This paper presents provably correct algorithms for computing the outcome of the BGP route-selection process for each router in a network, without simulating the complex details of BGP message passing. The algorithms require only static inputs that can be easily obtained from the routers: the BGP routes learned from neighboring domains, the import policies configured on the BGP sessions, and the internal topology. Solving the problem would be easy if the route-selection process were deterministic and every router received all candidate BGP routes. However, two important features of BGP - the Multiple Exit Discriminator (MED) attribute and route reflectors - violate these properties. After presenting a simple route-prediction algorithm for networks that do not use these features, we present algorithms that capture the effects of the MED attribute and route reflectors in isolation. Then, we explain why the interaction between these two features precludes efficient route prediction. These two features also create difficulties for the operation of BGP itself, leading us to suggest improvements to BGP that achieve the same goals as MED and route reflection without introducing the negative side effects.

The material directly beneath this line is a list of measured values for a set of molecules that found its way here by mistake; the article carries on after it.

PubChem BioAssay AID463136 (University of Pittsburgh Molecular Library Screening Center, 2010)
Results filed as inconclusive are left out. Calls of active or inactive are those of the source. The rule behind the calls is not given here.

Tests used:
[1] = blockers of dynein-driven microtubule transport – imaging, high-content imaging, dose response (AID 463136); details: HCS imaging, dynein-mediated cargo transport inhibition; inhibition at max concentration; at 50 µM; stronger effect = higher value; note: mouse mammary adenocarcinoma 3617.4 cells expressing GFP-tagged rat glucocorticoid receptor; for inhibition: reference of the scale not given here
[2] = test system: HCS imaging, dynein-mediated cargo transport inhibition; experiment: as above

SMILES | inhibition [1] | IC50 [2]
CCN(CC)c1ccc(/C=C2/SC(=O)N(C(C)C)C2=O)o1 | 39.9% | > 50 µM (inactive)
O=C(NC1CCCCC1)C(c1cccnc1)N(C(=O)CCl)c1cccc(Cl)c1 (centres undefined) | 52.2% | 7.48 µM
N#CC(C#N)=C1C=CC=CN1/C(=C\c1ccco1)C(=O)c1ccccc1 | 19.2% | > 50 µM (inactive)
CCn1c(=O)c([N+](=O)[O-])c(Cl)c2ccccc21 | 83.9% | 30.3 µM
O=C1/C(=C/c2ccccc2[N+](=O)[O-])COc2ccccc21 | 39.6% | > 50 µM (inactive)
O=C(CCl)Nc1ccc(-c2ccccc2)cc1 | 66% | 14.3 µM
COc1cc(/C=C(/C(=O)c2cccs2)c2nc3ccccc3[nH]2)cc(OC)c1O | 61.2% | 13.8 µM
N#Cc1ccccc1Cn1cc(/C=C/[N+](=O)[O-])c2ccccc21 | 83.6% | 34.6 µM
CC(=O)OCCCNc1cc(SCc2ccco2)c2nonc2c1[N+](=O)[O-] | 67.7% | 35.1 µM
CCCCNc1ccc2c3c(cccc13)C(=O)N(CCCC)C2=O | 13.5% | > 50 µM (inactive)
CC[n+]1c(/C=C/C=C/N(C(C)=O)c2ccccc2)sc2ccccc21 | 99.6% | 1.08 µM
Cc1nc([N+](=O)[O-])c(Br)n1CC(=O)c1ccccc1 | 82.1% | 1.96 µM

All Science Journal Classification (ASJC) codes
- Computer Science Applications
- Computer Networks and Communications
- Electrical and Electronic Engineering